My review is posted on Joyfully Reviewed: http://www.joyfullyreviewed.com/new-reviews/lord-of-the-wolfyn-by-jessica-andersen
Once upon a time, an evil sorcerer attacked the kingdom of Elden, murdering the king and queen. With their last bit of magic, the queen transported their four children to different areas and the king filled them with the need to avenge their parents’ deaths.
Dayn, the second son of the king and queen, found himself in the Wolfyn realm. He knows that one day a woman will come. Her arrival will start the countdown that Elden’s future depends on. Dayn will need to return home and reunite with his siblings in order to defeat the Blood Sorcerer. So Dayn waits, and twenty years later, Reda Weston falls through the vortex and into his life. But Reda is human and her knowledge of magic comes only from the fairytales she heard growing up. How can a human and an outcast prince hope to survive the dangers that lurk at almost every turn of their journey?
The Royal House of Shadows quartet just gets better and better! Lord of the Wolfyn is my favorite book to date in this multi-author series. Jessica Andersen delivers a story with romance, magic, and character growth that I found highly entertaining.
Reda grew up captivated by an unusual edition of “Little Red Riding Hood.” It’s more than a bit of a surprise to her that not only do the wolfyn exist, the woodsman of her dreams is Dayn in the flesh. I like the way Ms. Andersen developed Reda’s character. Reda isn’t perfect. She’s strong, but fearful, and that fear sometimes causes her to freeze up. It was a joy to watch her come into herself, to gain that confidence with which to overcome her problems. I grew to respect and admire Reda for the brave woman she was. Dayn, in turn, is a little more complex than his siblings from Gena Showalter’s Lord of the Vampires and Jill Monroe’s Lord of Rage. Whereas Nicolai and Breena began focused primarily on survival and revenge, Dayn seems a little more balanced, perhaps due in part to his powers and connection to his father. His level-headed nature is complemented by his ferocity as a warrior and his tenderness toward Reda. I like that he doesn’t baby her when she’s struggling, but he doesn’t dismiss or look down on her for the problems she has. Reda and Dayn were a perfect match, making it easy to root for them to get their own version of the fairytale happily ever after.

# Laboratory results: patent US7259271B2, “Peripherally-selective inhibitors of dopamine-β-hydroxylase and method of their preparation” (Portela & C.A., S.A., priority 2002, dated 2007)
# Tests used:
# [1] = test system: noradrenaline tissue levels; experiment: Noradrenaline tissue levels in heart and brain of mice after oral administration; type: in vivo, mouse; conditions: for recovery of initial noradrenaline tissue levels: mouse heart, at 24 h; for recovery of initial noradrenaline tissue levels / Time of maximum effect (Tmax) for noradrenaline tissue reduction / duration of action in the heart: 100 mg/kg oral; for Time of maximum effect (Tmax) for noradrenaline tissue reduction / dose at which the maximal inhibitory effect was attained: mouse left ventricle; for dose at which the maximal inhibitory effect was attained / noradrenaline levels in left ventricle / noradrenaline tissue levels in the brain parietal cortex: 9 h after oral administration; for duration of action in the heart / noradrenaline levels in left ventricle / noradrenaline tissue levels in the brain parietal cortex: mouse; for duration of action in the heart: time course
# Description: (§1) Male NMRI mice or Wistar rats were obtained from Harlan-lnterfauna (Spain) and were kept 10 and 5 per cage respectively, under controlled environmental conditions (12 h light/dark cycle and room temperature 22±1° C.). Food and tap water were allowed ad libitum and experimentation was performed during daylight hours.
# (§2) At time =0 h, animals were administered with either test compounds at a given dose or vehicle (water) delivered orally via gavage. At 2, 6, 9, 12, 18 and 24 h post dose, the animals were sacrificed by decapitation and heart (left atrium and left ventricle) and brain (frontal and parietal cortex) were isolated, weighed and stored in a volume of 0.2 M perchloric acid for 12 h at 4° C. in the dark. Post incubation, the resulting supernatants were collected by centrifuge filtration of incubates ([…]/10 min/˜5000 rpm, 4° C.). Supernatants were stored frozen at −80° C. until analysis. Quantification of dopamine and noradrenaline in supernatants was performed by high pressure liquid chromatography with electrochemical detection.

Lord of the Wolfyn is the third book in the Royal House of Shadows series, but readers won’t miss anything if they choose to read Reda and Dayn’s story before reading Lord of the Vampires or Lord of Rage. There’s no overlap in the first three books, though I assume that everything will come together in the final story, Nalini Singh’s Lord of the Abyss. The world Mses. Andersen, Showalter, Monroe, and Singh have created is fascinating and unique; the four talented authors have me wishing there were more books in the series so that I could explore more of the world.
Lord of the Wolfyn is much more fun and fascinating than “Little Red Riding Hood” ever could be. This is the first time I’ve read a book by Ms. Andersen and I can definitely say I want to read more of her work!